Tuning the activity of Pt alloy electrocatalysts by means of the lanthanide contraction

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Science  01 Apr 2016:
Vol. 352, Issue 6281, pp. 73-76
DOI: 10.1126/science.aad8892

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A lanthanide boost for platinum

High loadings of precious platinum are needed for automotive fuel cells, because the kinetics of the oxygen reduction reaction (ORR) are relatively slow. Escudero-Escribano et al. studied a series of platinum alloys with lanthanides and alkaline earth elements. When the surfaces were leached to leave pure platinum, they developed compressive strain that boosted the ORR activity—up to a factor of 6 for terbium. Enthalpy effects helped to stabilize these alloys under operating conditions.

Science, this issue p. 73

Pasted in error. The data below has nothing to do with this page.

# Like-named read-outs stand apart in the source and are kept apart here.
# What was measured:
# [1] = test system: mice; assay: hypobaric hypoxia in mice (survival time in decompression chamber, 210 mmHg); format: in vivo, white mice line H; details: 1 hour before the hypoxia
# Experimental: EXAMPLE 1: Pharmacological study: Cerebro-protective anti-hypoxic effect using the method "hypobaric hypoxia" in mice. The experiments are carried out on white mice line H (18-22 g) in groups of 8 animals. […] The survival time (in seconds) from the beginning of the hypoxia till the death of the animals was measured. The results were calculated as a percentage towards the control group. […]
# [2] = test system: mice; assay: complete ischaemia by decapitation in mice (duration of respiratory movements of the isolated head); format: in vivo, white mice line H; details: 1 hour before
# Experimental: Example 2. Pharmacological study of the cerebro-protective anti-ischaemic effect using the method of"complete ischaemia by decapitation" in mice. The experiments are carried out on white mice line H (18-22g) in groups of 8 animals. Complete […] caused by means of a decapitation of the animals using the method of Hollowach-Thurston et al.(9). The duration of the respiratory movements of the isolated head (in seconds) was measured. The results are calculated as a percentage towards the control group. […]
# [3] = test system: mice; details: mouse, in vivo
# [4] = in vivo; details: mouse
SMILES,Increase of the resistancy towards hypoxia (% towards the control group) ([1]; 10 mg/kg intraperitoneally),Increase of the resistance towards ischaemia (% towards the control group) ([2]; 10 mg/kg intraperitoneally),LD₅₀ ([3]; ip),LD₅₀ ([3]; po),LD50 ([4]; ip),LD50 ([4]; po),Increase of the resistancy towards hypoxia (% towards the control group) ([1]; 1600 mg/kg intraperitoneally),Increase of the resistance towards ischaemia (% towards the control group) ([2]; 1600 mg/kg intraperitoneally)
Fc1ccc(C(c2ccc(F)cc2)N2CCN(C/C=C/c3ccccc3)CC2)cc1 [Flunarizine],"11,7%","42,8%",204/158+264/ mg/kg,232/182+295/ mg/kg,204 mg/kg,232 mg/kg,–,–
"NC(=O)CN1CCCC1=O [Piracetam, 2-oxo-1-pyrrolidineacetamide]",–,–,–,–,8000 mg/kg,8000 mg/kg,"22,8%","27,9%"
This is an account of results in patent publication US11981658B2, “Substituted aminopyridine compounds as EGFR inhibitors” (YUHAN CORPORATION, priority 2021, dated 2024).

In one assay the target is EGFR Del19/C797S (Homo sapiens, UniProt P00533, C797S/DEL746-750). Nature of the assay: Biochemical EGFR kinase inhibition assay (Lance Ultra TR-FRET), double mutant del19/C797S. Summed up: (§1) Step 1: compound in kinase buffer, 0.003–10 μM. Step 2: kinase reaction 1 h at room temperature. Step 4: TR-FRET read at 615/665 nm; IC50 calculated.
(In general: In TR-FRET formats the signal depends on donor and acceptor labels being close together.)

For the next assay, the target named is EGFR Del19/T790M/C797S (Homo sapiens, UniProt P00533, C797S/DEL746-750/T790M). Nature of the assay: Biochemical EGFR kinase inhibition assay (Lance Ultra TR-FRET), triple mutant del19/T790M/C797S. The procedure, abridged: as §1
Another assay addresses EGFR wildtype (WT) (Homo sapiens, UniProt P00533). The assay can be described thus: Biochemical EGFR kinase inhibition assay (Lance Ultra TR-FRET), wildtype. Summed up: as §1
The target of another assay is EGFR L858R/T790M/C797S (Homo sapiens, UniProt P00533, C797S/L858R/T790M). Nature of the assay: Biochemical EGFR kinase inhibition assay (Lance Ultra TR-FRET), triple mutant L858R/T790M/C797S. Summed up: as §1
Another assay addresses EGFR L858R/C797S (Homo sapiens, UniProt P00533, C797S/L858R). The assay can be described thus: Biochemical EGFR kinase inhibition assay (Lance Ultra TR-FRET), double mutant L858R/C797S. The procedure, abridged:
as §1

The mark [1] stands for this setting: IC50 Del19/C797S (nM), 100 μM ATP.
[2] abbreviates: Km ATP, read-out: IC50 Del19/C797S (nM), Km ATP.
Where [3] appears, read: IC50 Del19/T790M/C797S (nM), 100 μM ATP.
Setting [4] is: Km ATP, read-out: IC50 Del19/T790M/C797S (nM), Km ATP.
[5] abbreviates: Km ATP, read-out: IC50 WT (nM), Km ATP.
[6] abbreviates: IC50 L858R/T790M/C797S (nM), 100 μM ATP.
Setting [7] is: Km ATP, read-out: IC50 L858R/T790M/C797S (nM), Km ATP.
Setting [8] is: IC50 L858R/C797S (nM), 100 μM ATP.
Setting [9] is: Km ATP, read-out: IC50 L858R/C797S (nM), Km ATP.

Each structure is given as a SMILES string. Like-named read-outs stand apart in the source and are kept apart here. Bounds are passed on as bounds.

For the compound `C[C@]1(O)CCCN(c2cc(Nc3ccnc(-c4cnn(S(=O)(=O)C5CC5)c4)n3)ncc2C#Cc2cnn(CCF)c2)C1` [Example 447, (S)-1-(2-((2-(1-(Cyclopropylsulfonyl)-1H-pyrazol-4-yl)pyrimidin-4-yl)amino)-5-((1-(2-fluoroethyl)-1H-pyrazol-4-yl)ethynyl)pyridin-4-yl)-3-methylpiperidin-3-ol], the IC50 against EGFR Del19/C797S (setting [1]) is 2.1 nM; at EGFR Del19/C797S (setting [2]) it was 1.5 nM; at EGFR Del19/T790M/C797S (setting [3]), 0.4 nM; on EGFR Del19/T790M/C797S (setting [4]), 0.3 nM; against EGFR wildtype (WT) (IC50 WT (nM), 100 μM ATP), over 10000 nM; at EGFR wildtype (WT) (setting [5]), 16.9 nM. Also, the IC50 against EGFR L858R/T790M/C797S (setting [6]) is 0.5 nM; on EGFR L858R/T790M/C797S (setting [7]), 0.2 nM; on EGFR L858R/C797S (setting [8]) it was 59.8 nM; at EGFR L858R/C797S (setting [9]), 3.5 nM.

The high platinum loadings required to compensate for the slow kinetics of the oxygen reduction reaction (ORR) impede the widespread uptake of low-temperature fuel cells in automotive vehicles. We have studied the ORR on eight platinum (Pt)–lanthanide and Pt-alkaline earth electrodes, Pt5M, where M is lanthanum, cerium, samarium, gadolinium, terbium, dysprosium, thulium, or calcium. The materials are among the most active polycrystalline Pt-based catalysts reported, presenting activity enhancement by a factor of 3 to 6 over Pt. The active phase consists of a Pt overlayer formed by acid leaching. The ORR activity versus the bulk lattice parameter follows a high peaked “volcano” relation. We demonstrate how the lanthanide contraction can be used to control strain effects and tune the activity, stability, and reactivity of these materials.

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